High-grade urothelial carcinoma of the renal pelvis: clinicopathologic study of 108 cases with emphasis on unusual morphologic variants

Department of Pathology, Ohio State University Medical Center, The Ohio State University, University Hospital, Columbus, OH 43210, USA.
Modern Pathology (Impact Factor: 6.36). 05/2006; 19(4):494-503. DOI: 10.1038/modpathol.3800559
Source: PubMed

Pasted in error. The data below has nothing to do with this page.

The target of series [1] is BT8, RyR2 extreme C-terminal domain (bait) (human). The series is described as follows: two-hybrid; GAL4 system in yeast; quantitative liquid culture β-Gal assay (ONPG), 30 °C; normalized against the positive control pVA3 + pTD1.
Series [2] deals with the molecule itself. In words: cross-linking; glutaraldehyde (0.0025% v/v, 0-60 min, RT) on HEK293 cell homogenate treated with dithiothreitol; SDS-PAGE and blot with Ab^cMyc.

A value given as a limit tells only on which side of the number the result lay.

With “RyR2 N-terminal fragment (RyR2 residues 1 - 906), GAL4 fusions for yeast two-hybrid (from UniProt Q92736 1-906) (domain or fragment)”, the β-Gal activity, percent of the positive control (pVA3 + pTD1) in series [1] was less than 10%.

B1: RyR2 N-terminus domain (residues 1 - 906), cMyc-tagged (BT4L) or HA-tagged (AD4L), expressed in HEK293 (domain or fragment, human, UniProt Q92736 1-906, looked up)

ABSTRACT A clinicopathologic study of 108 cases of high-grade urothelial carcinomas of the renal pelvis is presented. Of the 108 tumors, 44 (40%) showed unusual morphologic features, including micropapillary areas (four cases), lymphoepithelioma-like carcinoma (two cases), sarcomatoid carcinoma (eight cases, including pseudoangiosarcomatous type), squamous differentiation and squamous cell carcinoma (15 cases), clear cells (two cases), glandular differentiation (two cases), rhabdoid, signet-ring or plasmacytoid cells (four cases), pseudosarcomatous stromal changes (four cases) and intratubular extension into the renal pelvis (three cases). Pathological staging was available in 62 patients; of these, 46 cases (74%) were in high stage (pT2-pT4) and 16 (26%) were in low stage (pTis, pTa, pT1). Clinical follow-up ranging from 1 to 256 months (median: 50 months) was available in 42 patients; of these, 26 (61%) died of tumor with a median survival of 31 months. The patients who did not die of their tumors showed only minimal or focal infiltration of the renal parenchyma by urothelial carcinoma, whereas those who died of their tumors showed massive infiltration of the kidney by the tumor. High-grade urothelial carcinomas of the renal pelvis can show a broad spectrum of histologic features similar to those seen in the urinary bladder. Our results support the finding that, unlike urothelial carcinomas of the bladder, the majority of primary urothelial carcinomas of the renal pelvis are of high histologic grade and present in advanced stages. Our study further highlights the fact that, in the renal pelvis, urothelial carcinomas show a tendency to frequently display unusual morphologic features and metaplastic phenomena. The importance of recognizing these morphologic variants of urothelial carcinoma in the renal pelvis is to avoid confusion with other conditions. The possibility of a high-grade urothelial carcinoma should always be considered in the evaluation of a tumor displaying unusual morphologic features in the renal pelvis, and attention to proper sampling as well as the use of immunohistochemical stains will be of importance to arrive at the correct diagnosis.

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